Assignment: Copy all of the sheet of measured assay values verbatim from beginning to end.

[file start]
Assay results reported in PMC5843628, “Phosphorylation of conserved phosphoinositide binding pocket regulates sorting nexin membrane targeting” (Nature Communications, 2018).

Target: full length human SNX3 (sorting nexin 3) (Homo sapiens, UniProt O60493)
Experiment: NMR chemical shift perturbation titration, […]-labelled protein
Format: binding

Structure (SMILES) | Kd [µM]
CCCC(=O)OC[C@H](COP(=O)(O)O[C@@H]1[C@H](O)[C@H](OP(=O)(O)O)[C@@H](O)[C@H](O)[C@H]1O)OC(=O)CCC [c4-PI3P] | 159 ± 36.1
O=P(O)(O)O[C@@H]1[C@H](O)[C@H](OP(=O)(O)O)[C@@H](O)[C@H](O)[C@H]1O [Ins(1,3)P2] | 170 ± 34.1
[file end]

Assay results reported in PMC5843628, “Phosphorylation of conserved phosphoinositide binding pocket regulates sorting nexin membrane targeting” (Nature Communications, 2018).

Target: full length human SNX3 (sorting nexin 3) (Homo sapiens, UniProt O60493)
Experiment: NMR chemical shift perturbation titration, […]-labelled protein
Format: binding

Structure (SMILES) | Kd [µM]
CCCC(=O)OC[C@H](COP(=O)(O)O[C@@H]1[C@H](O)[C@H](OP(=O)(O)O)[C@@H](O)[C@H](O)[C@H]1O)OC(=O)CCC [c4-PI3P] | 159 ± 36.1
O=P(O)(O)O[C@@H]1[C@H](O)[C@H](OP(=O)(O)O)[C@@H](O)[C@H](O)[C@H]1O [Ins(1,3)P2] | 170 ± 34.1